The Corner

Nr On The Brit Elections

Our editorial is up on the home page. Here is a key bit:

From almost any conservative angle, Britain’s election result is disappointing.

From the standpoint of a British conservative, the Tory party lost a third election and gained very little ground — less than 1 percent of the popular vote. From an American conservative standpoint, Tony Blair, who is a loyal friend of the United States, is today in a noticeably weakened political state. Though he won a third term — the first Labour prime minister to do so — he saw his majority substantially reduced and his share of the popular vote fall to a derisory 36 percent. If the British electoral system had not become so lopsidedly biased, he would have almost no majority at all.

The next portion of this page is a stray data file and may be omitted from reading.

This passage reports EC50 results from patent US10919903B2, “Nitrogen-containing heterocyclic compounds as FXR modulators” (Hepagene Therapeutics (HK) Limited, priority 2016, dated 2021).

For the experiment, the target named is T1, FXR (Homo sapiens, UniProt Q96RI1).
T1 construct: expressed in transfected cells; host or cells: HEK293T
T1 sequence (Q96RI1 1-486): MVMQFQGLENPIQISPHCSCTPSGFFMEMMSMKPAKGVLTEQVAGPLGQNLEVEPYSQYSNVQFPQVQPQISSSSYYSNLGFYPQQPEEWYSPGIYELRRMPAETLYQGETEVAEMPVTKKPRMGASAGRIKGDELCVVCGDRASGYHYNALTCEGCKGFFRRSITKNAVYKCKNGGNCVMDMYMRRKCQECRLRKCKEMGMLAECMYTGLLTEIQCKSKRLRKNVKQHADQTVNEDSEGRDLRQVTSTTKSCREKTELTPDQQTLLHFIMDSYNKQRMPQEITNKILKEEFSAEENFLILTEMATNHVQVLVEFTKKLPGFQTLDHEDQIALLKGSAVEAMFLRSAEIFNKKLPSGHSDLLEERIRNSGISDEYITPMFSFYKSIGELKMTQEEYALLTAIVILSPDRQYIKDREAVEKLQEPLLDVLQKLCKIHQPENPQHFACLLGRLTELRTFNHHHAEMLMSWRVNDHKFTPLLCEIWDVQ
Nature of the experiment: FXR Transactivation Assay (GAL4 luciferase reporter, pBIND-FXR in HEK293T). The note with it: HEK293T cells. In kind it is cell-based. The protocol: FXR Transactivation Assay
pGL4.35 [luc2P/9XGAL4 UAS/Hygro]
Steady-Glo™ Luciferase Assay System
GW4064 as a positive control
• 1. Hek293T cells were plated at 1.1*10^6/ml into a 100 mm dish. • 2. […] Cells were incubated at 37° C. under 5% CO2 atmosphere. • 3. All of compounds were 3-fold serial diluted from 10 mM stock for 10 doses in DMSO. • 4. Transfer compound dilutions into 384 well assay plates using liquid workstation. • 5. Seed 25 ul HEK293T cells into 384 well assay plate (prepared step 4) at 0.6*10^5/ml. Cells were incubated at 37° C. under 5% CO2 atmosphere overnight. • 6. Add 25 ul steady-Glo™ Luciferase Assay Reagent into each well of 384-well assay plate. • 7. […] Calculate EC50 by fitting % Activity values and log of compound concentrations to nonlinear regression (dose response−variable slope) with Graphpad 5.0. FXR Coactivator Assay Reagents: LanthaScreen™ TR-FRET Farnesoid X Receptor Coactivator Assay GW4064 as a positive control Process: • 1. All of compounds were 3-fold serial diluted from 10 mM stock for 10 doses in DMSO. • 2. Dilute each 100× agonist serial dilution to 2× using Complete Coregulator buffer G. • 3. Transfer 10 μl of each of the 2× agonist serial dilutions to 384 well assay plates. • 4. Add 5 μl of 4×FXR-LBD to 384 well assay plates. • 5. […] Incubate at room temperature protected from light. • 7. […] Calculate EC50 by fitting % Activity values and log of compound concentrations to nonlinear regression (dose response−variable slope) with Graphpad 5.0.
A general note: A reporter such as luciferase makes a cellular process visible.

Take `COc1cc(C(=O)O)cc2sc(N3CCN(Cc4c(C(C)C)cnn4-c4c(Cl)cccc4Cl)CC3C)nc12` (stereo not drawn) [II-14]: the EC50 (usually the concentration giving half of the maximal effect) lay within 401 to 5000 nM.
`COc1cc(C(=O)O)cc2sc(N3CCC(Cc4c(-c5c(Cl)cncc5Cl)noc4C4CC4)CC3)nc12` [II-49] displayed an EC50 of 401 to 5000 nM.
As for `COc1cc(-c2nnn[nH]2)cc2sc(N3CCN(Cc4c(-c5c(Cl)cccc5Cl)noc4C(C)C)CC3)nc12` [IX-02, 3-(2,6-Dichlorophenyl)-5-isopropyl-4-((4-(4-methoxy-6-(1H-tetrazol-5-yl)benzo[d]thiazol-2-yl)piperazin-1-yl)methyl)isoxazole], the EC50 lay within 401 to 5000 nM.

From the standpoint of a foreign-policy conservative, Blair’s loss is a sign of weakening support for the U.S. across Europe, even in America’s most reliable ally. Blair is generally reckoned to have lost a large number of “middle-class progressive” votes (i.e., Guardian-reading, muesli-eating, electric-car-driving voters) to the Liberal Democrats because of their hostility to the Iraq war.

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